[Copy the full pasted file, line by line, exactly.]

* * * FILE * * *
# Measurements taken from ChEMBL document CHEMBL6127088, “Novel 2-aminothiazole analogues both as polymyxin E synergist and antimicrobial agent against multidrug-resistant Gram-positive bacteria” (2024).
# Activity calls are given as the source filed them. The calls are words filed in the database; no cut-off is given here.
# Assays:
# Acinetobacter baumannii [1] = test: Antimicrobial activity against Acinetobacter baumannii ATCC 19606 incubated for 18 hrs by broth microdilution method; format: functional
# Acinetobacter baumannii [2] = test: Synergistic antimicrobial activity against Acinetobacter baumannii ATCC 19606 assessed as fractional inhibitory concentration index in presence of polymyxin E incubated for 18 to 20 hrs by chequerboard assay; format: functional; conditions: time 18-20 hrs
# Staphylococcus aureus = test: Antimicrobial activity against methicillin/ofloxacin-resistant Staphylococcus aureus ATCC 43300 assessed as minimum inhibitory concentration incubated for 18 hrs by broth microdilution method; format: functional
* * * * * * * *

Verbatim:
# Measurements taken from ChEMBL document CHEMBL6127088, “Novel 2-aminothiazole analogues both as polymyxin E synergist and antimicrobial agent against multidrug-resistant Gram-positive bacteria” (2024).
# Activity calls are given as the source filed them. The calls are words filed in the database; no cut-off is given here.
# Assays:
# Acinetobacter baumannii [1] = test: Antimicrobial activity against Acinetobacter baumannii ATCC 19606 incubated for 18 hrs by broth microdilution method; format: functional
# Acinetobacter baumannii [2] = test: Synergistic antimicrobial activity against Acinetobacter baumannii ATCC 19606 assessed as fractional inhibitory concentration index in presence of polymyxin E incubated for 18 to 20 hrs by chequerboard assay; format: functional; conditions: time 18-20 hrs
# Staphylococcus aureus = test: Antimicrobial activity against methicillin/ofloxacin-resistant Staphylococcus aureus ATCC 43300 assessed as minimum inhibitory concentration incubated for 18 hrs by broth microdilution method; format: functional